In another dispute in an Indiana civil forfeiture case, the 7th Circuit Court of Appeals has denied issuing an opinion on a district court ruling that found parts of the state statute unconstitutional, finding the lower court was not given a chance to address the state’s effort to fix the problem.
The case began in 2016 when Leroy Washington was pulled over and arrested on several felony charges, which also led the towing and forfeiture of his vehicle under Indiana Code 34- 24-1-1(a)(1) and 2(a)(1). Washington asserted his Fourteenth Amendment due process rights were violated on behalf of himself and others like him in a federal class action complaint.
An August 2016 ruling by Southern District Court Chief Judge Jane Magnus-Stinson found Washington’s assertion to be correct, and that Indiana Code section 34-24-1-1(a)(1), when read in conjunction with statutory provisions of the same chapter, was unconstitutional. Specifically, Magnus-Stinson found it was unconstitutional for law enforcement to hold a seized vehicle without a “post-seizure, pre-forfeiture hearing.”
The Marion County Prosecutor’s office returned Washington’s vehicle and moved to dismiss the case as moot, but the district court certified a class and granted Washington summary judgment in August 2017. While the prosecutor’s subsequent appeal was pending, Indiana amended its forfeiture statutes, partly in an attempt to address Magnus-Stinson’s constitutionality concerns.
Those changes, among other things, require prosecuting attorneys to file a probable cause affidavit within seven days of the seizure. If no probable cause can be found, then the property must be returned to its owner.
The prosecutor’s office argued to the 7th Circuit Court that the old version of the statute did not violate Washington’s due process, and that the new version changed and increased the available process, thus ameliorating any potential due process deficiencies identified by the district court.
Washington continued to hold that the statute before and after its amendments violated due process. He contended that the amendments do not cure the due process deficiency, provide any meaningful impact or moot his claim.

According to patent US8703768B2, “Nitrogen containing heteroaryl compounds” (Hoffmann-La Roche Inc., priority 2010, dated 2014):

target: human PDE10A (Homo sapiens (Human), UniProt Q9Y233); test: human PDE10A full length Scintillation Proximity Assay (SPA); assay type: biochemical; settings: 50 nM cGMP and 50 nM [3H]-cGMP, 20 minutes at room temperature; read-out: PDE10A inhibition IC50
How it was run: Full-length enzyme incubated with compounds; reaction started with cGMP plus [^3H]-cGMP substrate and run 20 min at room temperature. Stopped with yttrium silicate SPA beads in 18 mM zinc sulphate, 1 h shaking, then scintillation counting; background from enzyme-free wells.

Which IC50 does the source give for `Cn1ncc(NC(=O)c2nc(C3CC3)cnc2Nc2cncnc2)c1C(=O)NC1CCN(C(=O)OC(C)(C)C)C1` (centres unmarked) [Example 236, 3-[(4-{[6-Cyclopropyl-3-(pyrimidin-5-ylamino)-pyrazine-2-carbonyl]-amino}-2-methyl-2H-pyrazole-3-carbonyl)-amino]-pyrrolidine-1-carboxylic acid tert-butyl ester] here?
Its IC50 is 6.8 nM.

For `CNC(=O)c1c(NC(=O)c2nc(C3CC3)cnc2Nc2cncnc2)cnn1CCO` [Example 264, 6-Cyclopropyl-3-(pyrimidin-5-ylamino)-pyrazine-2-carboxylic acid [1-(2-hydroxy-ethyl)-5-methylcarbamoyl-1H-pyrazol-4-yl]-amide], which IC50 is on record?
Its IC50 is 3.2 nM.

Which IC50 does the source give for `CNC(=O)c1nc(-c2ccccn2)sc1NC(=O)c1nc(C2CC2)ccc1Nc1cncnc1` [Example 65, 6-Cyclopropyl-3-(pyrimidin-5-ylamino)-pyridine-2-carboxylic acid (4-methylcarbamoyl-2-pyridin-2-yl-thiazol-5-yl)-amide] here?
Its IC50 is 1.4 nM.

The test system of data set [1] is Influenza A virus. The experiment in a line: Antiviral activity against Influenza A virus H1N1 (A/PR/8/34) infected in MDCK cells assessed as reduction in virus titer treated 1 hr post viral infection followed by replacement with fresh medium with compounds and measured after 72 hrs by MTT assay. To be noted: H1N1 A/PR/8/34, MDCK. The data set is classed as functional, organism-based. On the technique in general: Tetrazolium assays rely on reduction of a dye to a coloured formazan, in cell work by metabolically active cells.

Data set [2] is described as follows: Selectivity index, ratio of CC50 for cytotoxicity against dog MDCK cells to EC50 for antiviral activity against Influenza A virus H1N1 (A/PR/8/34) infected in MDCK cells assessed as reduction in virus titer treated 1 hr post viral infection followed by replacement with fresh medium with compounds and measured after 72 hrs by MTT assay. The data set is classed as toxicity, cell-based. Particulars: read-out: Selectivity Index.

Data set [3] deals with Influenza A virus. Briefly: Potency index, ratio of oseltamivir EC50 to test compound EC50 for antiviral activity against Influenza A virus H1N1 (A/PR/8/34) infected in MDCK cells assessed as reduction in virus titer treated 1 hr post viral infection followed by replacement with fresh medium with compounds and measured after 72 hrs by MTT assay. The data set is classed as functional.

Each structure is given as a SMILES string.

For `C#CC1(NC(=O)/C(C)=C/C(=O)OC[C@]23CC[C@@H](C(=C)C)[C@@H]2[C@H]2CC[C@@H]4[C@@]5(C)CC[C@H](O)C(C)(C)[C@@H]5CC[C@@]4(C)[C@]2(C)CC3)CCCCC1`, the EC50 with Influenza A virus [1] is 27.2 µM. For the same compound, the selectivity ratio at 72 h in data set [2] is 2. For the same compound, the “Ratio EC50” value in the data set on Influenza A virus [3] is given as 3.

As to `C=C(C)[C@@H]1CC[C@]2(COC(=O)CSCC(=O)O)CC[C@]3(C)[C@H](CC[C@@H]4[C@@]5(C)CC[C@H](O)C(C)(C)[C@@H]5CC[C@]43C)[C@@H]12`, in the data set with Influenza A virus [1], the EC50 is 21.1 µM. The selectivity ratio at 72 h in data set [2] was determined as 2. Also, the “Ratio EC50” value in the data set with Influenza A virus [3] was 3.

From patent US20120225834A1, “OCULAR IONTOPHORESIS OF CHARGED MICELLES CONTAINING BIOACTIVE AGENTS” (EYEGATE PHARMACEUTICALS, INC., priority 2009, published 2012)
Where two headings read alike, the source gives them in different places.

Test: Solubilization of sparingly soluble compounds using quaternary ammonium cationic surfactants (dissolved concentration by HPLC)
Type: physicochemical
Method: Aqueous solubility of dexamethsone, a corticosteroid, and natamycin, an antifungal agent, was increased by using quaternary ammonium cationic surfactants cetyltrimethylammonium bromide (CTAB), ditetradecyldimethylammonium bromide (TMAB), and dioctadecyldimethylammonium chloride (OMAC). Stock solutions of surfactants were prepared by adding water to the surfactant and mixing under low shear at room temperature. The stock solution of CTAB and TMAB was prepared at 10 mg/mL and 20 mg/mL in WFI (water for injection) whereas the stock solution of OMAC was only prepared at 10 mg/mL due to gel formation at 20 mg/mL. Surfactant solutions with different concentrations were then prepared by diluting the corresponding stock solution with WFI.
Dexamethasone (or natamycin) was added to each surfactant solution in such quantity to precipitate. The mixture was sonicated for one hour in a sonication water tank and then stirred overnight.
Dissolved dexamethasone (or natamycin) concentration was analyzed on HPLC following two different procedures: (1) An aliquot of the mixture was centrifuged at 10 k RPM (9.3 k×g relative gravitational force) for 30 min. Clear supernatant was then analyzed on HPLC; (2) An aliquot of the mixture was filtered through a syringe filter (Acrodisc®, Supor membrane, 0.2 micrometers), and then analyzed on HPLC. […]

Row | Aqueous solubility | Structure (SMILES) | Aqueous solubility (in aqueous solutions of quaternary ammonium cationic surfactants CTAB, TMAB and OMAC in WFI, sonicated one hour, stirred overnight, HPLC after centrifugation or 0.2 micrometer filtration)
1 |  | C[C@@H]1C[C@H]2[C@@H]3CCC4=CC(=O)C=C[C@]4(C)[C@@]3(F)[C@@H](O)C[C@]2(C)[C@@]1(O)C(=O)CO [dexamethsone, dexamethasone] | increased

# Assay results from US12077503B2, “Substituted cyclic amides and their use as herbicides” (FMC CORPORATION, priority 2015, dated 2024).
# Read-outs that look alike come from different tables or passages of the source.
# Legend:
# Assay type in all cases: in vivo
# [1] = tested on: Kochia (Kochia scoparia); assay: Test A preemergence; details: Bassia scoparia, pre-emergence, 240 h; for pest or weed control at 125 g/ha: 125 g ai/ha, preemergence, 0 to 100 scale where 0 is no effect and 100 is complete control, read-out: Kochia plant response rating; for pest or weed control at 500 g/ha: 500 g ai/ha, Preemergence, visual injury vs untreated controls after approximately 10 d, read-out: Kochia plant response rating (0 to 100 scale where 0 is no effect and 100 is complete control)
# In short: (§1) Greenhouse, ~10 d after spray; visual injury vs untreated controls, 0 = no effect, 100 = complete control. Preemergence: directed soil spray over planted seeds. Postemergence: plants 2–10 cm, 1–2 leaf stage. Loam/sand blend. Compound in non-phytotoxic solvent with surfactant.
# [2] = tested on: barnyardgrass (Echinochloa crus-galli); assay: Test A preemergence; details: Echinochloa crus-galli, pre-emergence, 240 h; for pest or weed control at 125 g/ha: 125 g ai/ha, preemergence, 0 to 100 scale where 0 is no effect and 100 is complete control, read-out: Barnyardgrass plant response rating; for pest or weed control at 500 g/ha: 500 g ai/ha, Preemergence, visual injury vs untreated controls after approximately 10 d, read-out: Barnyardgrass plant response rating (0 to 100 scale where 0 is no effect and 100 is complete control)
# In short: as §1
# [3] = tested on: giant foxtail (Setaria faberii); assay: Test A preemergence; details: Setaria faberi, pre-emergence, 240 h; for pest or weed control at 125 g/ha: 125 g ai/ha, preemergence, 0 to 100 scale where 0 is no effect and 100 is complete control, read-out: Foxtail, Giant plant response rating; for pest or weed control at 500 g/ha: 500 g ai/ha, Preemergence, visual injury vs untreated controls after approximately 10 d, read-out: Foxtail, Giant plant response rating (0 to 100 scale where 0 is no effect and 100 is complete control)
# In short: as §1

But a 7th Circuit panel concluded it would not give an opinion on the case, Leroy Washington v. Marion County Prosecutor, 17-2933. The unanimous panel found that the district court never had a chance to address the amended statute.
“Given that the record and arguments regarding the amendments are under-developed, we remand this case to the district court for further proceedings,” Circuit Court Judge Daniel Manion wrote for the panel.
The 7th Circuit Court thus directed the district court to address both parties’ contentions regarding the amended statute and answer the question of whether it properly solved Magnus-Stinson’s constitutionality concerns. The panel further added that if appropriate, the district court should also revisit the class to determine whether it should be decertified or redefined accordingly.
“At present, we express no opinion regarding the constitutionality of the old or new versions of the statute, regarding mootness, or regarding the class. Also, our argument summaries do not limit the arguments the parties may raise on remand,” Manion continued. “We leave latitude to the district court to conduct further proceedings it deems necessary and proper given the amendments and the parties’ positions. Any review we are subsequently called upon to make will benefit from these proceedings and the reasoning of the district court.”
The ruling comes after the Supreme Court of the United States unanimously overruled the Indiana Supreme Court earlier this month, concluding the Fourteenth Amendment incorporates the Eighth Amendment’s ban on excessive fines to the states in, Tyson Timbs v. Indiana, 17-1091.